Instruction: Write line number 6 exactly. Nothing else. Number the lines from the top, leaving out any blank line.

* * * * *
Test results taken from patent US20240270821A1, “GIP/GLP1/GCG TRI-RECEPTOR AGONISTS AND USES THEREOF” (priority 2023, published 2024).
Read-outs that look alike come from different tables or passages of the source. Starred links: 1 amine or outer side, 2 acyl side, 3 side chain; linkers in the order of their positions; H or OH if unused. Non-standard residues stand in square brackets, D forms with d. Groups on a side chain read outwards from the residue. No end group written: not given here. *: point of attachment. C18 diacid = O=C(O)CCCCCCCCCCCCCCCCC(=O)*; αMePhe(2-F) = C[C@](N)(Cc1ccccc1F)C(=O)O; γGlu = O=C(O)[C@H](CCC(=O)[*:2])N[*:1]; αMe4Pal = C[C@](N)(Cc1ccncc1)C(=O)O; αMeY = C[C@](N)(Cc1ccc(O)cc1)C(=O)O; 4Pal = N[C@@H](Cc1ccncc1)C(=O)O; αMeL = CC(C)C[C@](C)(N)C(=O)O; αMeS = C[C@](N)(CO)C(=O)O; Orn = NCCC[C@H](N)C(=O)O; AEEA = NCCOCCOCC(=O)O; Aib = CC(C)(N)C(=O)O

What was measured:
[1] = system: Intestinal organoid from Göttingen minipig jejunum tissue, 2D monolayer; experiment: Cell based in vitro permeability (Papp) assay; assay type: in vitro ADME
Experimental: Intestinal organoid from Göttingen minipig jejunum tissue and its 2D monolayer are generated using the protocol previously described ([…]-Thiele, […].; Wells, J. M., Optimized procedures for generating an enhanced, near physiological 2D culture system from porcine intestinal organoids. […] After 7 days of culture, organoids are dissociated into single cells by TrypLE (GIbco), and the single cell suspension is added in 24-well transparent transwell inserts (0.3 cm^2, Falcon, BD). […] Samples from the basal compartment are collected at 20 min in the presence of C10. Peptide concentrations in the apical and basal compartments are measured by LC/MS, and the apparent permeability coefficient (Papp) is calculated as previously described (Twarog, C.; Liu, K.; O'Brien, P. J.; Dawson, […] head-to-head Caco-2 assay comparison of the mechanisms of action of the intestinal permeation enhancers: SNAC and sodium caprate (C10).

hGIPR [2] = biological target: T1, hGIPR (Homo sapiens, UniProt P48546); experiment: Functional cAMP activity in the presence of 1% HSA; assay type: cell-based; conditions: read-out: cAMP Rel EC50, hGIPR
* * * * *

hGIPR [2] = biological target: T1, hGIPR (Homo sapiens, UniProt P48546); experiment: Functional cAMP activity in the presence of 1% HSA; assay type: cell-based; conditions: read-out: cAMP Rel EC50, hGIPR